1 Improving Recovery Reuse and Irrigation Scheme Efficiency – North Gaza Emergency Sewage Treatment Project as Case Study

Authors: Yaser S. Kishawi, Sadi R. Ali

Abstract:

Part of Palestine, Gaza Strip (365 km2 and 1.8 million inhabitants) is considered a semi-arid zone relies solely on the Coastal Aquifer. The coastal aquifer is only source of water with only 5-10% suitable for human use. This barely cover the domestic and agricultural needs of Gaza Strip. Palestinian Water Authority Strategy is finding non-conventional water resource from treated wastewater to cover agricultural requirements and serve the population. A new WWTP project is to replace the old-overloaded Biet Lahia WWTP. The project consists of three parts; phase A (pressure line & infiltration basins - IBs), phase B (a new WWTP) and phase C (Recovery and Reuse Scheme – RRS – to capture the spreading plume). Currently, only phase A is functioning. Nearly 23 Mm3 of partially treated wastewater were infiltrated into the aquifer. Phase B and phase C witnessed many delays and this forced a reassessment of the RRS original design. An Environmental Management Plan was conducted from Jul 2013 to Jun 2014 on 13 existing monitoring wells surrounding the project location. This is to measure the efficiency of the SAT system and the spread of the contamination plume with relation to the efficiency of the proposed RRS. Along with the proposed location of the 27 recovery wells as part of the proposed RRS. The results of monitored wells were assessed compared with PWA baseline data. This was put into a groundwater model to simulate the plume to propose the best suitable solution to the delays. The redesign mainly manipulated the pumping rate of wells, proposed locations and functioning schedules (including wells groupings). The proposed simulations were examined using visual MODFLOW V4.2 to simulate the results. The results of monitored wells were assessed based on the location of the monitoring wells related to the proposed recovery wells locations (200m, 500m and 750m away from the IBs). Near the 500m line (the first row of proposed recovery wells), an increase of nitrate (from 30 to 70mg/L) compare to a decrease in Chloride (1500 to below 900mg/L) was found during the monitoring period which indicated an expansion of plume to this distance. On this rate with the required time to construct the recovery scheme, keeping the original design the RRS will fail to capture the plume. Based on that many simulations were conducted leading into three main scenarios. The scenarios manipulated the starting dates, the pumping rate and the locations of recovery wells. A simulation of plume expansion and path-lines were extracted from the model monitoring how to prevent the expansion towards the nearby municipal wells. It was concluded that the location is the most important factor in determining the RRS efficiency. Scenario III was adopted and showed an effective results even with a reduced pumping rates. This scenario proposed adding two additional recovery wells in a location beyond the 750m line to compensate the delays and effectively capture the plume. A continuous monitoring program for current and future monitoring wells should be in place to support the proposed scenario and ensure maximum protection.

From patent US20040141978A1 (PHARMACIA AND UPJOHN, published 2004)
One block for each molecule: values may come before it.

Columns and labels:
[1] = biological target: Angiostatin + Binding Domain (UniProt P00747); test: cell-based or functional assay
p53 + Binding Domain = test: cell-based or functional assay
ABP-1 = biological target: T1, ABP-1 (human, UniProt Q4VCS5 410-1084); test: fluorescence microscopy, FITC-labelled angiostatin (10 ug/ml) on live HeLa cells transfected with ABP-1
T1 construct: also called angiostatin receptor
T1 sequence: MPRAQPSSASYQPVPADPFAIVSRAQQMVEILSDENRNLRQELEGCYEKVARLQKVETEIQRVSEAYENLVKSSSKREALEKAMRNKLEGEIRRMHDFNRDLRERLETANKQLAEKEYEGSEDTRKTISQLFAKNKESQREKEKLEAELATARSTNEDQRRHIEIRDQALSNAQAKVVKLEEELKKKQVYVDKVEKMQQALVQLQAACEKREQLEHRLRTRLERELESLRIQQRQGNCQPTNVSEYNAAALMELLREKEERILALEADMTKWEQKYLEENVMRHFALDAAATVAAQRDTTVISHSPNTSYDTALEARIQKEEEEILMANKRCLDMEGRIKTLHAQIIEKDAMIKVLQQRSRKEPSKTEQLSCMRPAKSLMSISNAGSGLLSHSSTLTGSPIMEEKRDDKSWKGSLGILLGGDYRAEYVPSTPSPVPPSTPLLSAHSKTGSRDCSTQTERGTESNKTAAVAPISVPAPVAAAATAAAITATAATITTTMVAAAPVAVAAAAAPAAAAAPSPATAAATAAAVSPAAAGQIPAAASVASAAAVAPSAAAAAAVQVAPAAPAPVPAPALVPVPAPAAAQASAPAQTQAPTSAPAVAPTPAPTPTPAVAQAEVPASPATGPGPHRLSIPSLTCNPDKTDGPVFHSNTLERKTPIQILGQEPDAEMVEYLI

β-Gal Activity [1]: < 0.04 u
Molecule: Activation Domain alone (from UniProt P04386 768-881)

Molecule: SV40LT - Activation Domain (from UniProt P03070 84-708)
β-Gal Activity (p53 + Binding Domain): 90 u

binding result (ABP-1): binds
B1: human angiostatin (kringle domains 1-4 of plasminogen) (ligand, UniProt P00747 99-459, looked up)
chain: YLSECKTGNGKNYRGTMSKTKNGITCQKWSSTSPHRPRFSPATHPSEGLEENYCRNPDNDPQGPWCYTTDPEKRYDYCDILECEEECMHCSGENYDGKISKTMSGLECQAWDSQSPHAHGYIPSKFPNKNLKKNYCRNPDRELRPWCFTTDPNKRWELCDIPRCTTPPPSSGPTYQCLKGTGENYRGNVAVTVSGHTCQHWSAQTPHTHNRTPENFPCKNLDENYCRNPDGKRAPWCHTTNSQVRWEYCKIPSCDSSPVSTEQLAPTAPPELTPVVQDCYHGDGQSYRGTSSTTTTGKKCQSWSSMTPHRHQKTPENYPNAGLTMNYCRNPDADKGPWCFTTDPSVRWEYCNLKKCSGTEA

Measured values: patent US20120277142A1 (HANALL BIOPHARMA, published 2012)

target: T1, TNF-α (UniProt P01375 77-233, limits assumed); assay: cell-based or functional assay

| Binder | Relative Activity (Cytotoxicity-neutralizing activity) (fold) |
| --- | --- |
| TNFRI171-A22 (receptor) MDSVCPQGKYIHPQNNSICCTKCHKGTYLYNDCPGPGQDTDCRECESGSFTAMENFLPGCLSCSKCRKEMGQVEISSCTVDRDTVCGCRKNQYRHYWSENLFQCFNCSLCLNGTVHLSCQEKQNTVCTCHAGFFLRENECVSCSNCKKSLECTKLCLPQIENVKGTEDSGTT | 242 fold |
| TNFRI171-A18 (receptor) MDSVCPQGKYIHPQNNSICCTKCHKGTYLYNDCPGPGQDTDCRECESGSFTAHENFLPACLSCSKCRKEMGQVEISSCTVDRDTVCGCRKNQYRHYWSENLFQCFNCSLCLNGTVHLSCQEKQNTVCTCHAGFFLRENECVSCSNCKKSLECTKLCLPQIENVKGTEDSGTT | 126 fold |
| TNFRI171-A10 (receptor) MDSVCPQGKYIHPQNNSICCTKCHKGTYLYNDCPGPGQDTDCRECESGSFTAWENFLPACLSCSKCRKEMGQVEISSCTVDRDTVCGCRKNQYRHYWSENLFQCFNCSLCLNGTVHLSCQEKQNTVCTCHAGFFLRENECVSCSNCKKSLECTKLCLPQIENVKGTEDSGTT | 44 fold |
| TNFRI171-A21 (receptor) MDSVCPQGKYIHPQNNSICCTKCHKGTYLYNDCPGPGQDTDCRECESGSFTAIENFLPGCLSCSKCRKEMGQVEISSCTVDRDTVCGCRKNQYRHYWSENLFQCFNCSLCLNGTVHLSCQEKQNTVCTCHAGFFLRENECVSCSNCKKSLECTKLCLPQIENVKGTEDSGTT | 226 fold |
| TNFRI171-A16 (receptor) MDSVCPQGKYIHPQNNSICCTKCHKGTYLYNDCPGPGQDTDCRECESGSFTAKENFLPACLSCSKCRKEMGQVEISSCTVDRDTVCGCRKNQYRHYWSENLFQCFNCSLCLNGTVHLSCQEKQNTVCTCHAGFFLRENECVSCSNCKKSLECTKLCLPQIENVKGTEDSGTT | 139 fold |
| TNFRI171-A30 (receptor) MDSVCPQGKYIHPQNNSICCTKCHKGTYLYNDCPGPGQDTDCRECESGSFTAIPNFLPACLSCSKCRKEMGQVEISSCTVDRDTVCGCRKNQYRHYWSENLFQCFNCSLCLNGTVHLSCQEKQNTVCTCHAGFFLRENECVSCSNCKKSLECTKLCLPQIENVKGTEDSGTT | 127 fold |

Keywords: soil aquifer treatment, infiltration basins, North Gaza, recovery and reuse scheme

Procedia PDF Downloads 202